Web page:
CCCB Continues to Urge Maintaining the Definition of Marriage

Wednesday, April 13 2005

(CCCB – Ottawa) Following the vote yesterday in the House of Commons on a proposed amendment to Bill C-38, the Canadian Conference of Catholic Bishops (CCCB) once more strongly objects that all members of Parliament are not free to vote on a question as important to Canadian society as the definition of marriage.

Yesterday again, a number of members of Parliament, including Liberal Cabinet ministers, could not vote according to their conscience because of directives imposed by their party. This is one of a number of concerns that continue to be made by CCCB President Archbishop Brendan M. O’Brien of St. John’s.

In a letter this past February to Prime Minister Paul Martin, Archbishop O’Brien said Bill C-38 does not protect freedom of conscience and religion, and that without the cooperation of federal, provincial and territorial governments faith groups would not be fully protected to teach on marriage and on homosexuality according to their own beliefs. As well, he said, facilities owned or rented by religious organizations are not protected from compulsory use in marriage ceremonies contrary to their religious beliefs. Archbishop O’Brien also called on the federal government to “affirm cooperation with provincial and territorial governments to ensure all civil as well as religious officials who witness marriages in Canada in every province and territory are protected from being compelled to assist when these are contrary to their conscience and religion.”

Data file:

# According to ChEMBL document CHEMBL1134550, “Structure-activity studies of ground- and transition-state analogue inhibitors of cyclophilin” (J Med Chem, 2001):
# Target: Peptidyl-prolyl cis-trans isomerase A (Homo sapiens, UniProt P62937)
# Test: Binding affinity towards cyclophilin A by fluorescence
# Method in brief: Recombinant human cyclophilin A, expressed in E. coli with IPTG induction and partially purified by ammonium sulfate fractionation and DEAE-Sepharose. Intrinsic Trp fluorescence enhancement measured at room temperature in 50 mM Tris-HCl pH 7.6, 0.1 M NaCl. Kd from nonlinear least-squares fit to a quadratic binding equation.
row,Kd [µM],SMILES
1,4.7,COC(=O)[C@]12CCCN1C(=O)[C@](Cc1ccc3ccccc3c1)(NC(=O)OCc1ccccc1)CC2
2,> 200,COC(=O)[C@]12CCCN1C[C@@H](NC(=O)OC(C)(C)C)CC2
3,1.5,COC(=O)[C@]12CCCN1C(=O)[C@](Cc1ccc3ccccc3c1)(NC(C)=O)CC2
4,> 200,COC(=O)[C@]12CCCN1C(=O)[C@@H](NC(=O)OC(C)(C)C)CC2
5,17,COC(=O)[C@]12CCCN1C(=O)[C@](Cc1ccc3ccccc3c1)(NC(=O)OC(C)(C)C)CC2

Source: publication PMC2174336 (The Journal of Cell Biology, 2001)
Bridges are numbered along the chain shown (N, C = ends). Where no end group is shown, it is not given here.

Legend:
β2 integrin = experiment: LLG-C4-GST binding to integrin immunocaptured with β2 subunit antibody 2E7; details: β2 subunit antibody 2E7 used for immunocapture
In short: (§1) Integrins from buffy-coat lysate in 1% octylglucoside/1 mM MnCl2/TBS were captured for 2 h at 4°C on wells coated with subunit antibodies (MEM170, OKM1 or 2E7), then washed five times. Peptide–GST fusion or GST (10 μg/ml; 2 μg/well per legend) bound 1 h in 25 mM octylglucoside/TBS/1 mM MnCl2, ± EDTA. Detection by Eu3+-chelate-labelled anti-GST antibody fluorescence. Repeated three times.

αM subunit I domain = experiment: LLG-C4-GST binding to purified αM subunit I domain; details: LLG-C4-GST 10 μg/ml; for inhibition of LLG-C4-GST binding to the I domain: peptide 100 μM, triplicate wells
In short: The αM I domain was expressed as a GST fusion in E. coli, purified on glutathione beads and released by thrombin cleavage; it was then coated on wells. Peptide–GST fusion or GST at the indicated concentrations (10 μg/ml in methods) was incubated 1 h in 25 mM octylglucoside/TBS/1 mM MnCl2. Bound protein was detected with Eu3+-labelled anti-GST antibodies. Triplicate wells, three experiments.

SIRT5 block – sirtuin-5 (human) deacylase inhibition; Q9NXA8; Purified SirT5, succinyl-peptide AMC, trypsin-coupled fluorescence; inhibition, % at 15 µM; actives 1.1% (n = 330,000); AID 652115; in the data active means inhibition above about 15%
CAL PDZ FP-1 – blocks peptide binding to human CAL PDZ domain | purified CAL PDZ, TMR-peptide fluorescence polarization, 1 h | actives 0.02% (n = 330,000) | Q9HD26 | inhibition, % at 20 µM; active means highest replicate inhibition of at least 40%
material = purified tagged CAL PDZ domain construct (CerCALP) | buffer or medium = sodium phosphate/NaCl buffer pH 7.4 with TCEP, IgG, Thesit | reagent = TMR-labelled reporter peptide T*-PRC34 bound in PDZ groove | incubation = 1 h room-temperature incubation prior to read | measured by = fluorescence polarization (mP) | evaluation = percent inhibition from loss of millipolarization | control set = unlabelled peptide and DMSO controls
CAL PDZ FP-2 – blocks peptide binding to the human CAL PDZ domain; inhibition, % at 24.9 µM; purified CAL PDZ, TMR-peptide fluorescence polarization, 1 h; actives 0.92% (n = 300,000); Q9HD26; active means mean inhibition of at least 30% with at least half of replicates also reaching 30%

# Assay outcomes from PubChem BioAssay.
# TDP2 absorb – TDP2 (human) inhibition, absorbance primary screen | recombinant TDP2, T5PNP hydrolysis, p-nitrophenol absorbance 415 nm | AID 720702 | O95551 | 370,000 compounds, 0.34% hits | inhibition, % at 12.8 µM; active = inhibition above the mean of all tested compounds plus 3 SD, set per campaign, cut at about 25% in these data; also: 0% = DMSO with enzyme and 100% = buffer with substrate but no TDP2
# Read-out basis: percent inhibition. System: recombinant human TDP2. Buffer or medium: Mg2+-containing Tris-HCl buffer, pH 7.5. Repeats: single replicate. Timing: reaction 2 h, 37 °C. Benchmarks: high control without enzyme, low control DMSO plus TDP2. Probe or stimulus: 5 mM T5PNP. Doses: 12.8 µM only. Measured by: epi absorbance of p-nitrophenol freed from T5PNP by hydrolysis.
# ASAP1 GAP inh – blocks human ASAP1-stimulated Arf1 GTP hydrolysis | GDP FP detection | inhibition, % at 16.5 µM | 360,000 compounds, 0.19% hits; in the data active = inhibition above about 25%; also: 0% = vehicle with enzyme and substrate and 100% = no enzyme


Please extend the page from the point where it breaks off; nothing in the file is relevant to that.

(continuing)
The CCCB President hopes debate on the institution of marriage will continue as the lifelong covenant of a man and a woman is unique, irreplaceable and essential for the survival of society. The Episcopal Conference has asked for an invitation to appear before the special legislative committee that is to study Bill C-38 and listen to the opinions of Canadians on the issue. To date there has been no indication the committee will hold public hearings for individuals and organizations wishing to comment on the redefinition of marriage.

Although the government launched a debate on marriage more than two years ago, Canadians remain divided over the issue. According to Archbishop O’Brien, defining same-sex unions as marriage would seriously compromise its meaning as a social institution, with all consensual adult relationships wanting to be treated in the same way.

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